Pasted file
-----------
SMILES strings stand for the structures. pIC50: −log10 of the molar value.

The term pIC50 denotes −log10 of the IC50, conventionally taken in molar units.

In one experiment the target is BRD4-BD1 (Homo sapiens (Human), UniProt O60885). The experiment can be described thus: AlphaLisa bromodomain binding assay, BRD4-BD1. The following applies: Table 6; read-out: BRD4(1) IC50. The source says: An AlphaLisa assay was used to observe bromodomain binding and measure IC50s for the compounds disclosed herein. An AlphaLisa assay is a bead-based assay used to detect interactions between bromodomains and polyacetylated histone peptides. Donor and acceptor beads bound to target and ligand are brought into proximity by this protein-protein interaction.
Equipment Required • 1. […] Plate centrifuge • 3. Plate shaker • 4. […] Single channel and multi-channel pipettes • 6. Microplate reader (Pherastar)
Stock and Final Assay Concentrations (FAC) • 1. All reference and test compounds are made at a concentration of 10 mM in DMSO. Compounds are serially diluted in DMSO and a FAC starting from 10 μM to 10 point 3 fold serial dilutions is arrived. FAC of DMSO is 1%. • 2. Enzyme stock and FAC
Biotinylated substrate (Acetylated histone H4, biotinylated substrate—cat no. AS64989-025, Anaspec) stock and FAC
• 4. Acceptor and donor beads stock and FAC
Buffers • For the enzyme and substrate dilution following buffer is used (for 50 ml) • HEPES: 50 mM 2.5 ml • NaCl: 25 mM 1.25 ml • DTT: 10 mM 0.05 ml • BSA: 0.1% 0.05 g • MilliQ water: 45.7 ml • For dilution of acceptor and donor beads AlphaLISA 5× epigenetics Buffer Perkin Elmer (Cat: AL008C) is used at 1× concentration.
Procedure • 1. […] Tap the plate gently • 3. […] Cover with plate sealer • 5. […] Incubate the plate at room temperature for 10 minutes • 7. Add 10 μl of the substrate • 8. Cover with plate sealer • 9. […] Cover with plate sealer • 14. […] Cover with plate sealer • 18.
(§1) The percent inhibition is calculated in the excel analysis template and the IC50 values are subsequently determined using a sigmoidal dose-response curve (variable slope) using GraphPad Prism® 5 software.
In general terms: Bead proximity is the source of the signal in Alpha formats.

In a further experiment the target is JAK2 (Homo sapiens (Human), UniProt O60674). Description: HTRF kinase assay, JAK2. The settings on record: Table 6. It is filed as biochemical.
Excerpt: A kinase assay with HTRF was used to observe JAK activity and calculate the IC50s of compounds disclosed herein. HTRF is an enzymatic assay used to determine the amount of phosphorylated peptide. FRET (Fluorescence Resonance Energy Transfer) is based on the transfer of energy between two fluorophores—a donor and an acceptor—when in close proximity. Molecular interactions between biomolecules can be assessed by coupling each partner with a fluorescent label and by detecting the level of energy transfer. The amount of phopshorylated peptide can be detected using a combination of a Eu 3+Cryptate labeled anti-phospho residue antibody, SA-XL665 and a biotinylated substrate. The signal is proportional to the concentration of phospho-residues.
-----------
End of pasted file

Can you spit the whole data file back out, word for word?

SMILES strings stand for the structures. pIC50: −log10 of the molar value.

The term pIC50 denotes −log10 of the IC50, conventionally taken in molar units.

In one experiment the target is BRD4-BD1 (Homo sapiens (Human), UniProt O60885). The experiment can be described thus: AlphaLisa bromodomain binding assay, BRD4-BD1. The following applies: Table 6; read-out: BRD4(1) IC50. The source says: An AlphaLisa assay was used to observe bromodomain binding and measure IC50s for the compounds disclosed herein. An AlphaLisa assay is a bead-based assay used to detect interactions between bromodomains and polyacetylated histone peptides. Donor and acceptor beads bound to target and ligand are brought into proximity by this protein-protein interaction.
Equipment Required • 1. […] Plate centrifuge • 3. Plate shaker • 4. […] Single channel and multi-channel pipettes • 6. Microplate reader (Pherastar)
Stock and Final Assay Concentrations (FAC) • 1. All reference and test compounds are made at a concentration of 10 mM in DMSO. Compounds are serially diluted in DMSO and a FAC starting from 10 μM to 10 point 3 fold serial dilutions is arrived. FAC of DMSO is 1%. • 2. Enzyme stock and FAC
Biotinylated substrate (Acetylated histone H4, biotinylated substrate—cat no. AS64989-025, Anaspec) stock and FAC
• 4. Acceptor and donor beads stock and FAC
Buffers • For the enzyme and substrate dilution following buffer is used (for 50 ml) • HEPES: 50 mM 2.5 ml • NaCl: 25 mM 1.25 ml • DTT: 10 mM 0.05 ml • BSA: 0.1% 0.05 g • MilliQ water: 45.7 ml • For dilution of acceptor and donor beads AlphaLISA 5× epigenetics Buffer Perkin Elmer (Cat: AL008C) is used at 1× concentration.
Procedure • 1. […] Tap the plate gently • 3. […] Cover with plate sealer • 5. […] Incubate the plate at room temperature for 10 minutes • 7. Add 10 μl of the substrate • 8. Cover with plate sealer • 9. […] Cover with plate sealer • 14. […] Cover with plate sealer • 18.
(§1) The percent inhibition is calculated in the excel analysis template and the IC50 values are subsequently determined using a sigmoidal dose-response curve (variable slope) using GraphPad Prism® 5 software.
In general terms: Bead proximity is the source of the signal in Alpha formats.

In a further experiment the target is JAK2 (Homo sapiens (Human), UniProt O60674). Description: HTRF kinase assay, JAK2. The settings on record: Table 6. It is filed as biochemical.
Excerpt: A kinase assay with HTRF was used to observe JAK activity and calculate the IC50s of compounds disclosed herein. HTRF is an enzymatic assay used to determine the amount of phosphorylated peptide. FRET (Fluorescence Resonance Energy Transfer) is based on the transfer of energy between two fluorophores—a donor and an acceptor—when in close proximity. Molecular interactions between biomolecules can be assessed by coupling each partner with a fluorescent label and by detecting the level of energy transfer. The amount of phopshorylated peptide can be detected using a combination of a Eu 3+Cryptate labeled anti-phospho residue antibody, SA-XL665 and a biotinylated substrate. The signal is proportional to the concentration of phospho-residues.